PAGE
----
Latrines help restore dignity for girls like Nimco

Dec 01, 2016
10-Minute Read
Nimco is 13 years old. She lives in the Baki district of northwestern Somalia, an area of the country that’s been devastated by years of civil war.
Her village had a serious shortage of latrines. Until recently, 70 per cent of people were relieving themselves outside, causing sanitation issues that led to sickness and even death.
“I was feeling embarrassed,” says Nimco. “There is nothing more frustrating than being a girl, and at the same time trying to defecate in the bush and unsafe places.”
Thanks to your dedicated monthly support, World Vision was able to work with community members to construct latrines and hand washing facilities, while educating families about the importance of proper hygiene.
Nimco, age 13, washes her hands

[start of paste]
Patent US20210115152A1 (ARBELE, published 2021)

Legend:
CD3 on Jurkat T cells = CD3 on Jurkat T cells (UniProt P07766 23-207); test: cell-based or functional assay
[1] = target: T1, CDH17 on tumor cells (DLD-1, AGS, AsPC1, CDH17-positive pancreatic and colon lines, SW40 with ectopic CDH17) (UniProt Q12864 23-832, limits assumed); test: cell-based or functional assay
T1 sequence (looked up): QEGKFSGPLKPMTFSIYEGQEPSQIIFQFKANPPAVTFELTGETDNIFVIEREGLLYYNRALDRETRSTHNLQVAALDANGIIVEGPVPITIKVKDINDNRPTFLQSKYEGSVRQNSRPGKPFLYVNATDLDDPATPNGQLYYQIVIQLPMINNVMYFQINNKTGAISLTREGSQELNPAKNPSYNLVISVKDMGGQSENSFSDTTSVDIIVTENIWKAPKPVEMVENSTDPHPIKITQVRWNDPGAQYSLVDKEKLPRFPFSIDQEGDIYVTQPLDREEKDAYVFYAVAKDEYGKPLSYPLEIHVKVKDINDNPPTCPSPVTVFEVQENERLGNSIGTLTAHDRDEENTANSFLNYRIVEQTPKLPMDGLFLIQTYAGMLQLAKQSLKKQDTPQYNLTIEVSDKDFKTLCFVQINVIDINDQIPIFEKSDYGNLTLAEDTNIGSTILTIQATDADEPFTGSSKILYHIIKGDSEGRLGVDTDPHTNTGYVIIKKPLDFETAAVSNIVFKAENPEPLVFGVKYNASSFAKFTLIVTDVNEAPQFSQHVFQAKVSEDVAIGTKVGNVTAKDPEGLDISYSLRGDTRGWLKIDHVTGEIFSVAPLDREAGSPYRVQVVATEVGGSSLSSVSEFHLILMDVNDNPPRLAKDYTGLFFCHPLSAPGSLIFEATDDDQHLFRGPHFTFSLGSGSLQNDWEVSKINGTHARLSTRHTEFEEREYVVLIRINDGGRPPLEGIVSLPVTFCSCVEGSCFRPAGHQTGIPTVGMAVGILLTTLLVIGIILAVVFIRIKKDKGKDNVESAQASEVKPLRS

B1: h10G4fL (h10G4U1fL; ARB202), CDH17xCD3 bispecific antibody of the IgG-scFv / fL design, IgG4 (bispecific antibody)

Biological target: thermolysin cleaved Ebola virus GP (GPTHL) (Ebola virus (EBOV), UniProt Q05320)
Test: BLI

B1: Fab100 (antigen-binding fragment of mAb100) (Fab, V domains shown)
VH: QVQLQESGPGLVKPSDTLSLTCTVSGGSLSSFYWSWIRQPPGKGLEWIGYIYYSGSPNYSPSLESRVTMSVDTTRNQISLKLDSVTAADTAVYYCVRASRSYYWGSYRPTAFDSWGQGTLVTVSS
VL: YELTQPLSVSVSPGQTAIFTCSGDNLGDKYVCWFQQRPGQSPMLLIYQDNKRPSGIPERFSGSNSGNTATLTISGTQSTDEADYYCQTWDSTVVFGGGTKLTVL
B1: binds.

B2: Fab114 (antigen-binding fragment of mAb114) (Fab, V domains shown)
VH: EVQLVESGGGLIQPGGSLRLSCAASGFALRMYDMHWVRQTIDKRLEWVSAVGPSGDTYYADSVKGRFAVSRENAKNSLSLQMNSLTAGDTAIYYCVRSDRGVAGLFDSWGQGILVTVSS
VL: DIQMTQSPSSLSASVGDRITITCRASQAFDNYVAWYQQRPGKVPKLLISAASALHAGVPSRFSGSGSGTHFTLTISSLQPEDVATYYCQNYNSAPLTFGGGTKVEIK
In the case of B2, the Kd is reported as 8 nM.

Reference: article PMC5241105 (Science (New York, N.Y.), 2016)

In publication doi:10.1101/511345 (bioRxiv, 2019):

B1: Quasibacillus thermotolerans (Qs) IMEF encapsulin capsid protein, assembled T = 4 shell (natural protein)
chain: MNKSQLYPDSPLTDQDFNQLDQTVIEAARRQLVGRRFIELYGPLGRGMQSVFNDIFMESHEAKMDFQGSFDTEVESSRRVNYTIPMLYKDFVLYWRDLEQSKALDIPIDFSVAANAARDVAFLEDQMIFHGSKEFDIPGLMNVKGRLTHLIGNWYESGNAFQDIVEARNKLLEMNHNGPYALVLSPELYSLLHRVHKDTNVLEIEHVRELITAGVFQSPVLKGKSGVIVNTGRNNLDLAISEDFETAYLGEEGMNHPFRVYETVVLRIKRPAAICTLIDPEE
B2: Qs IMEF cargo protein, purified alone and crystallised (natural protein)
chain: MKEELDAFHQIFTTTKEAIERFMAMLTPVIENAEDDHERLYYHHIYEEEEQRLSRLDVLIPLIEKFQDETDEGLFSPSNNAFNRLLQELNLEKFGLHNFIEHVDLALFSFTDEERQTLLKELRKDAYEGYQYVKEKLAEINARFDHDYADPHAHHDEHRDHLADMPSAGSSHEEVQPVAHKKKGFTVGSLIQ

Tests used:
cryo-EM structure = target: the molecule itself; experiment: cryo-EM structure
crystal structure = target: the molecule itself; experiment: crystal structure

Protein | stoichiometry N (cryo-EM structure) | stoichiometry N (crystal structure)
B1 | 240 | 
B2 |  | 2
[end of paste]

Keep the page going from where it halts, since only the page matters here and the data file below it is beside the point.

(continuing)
Nimco’s mom Sa’ada explains how things have changed.
“The hygiene promotions and awareness campaigns, handwashing facilities and community latrines constructed by World Vision have reduced diarrhea and waterborne diseases,” she says. “We have less children dying.”
Families in Baki district continue to make progress with your ongoing help.
For example, schools with usable latrines rose 16 per cent between 2015 and 2016 and most now have separate toilets for girls and boys. Overall sanitation has improved with the construction of 51 community latrines, which are maintained by local volunteers and located in safe, secure locations. That means girls like Nimco don’t just have health and dignity, but peace of mind as well.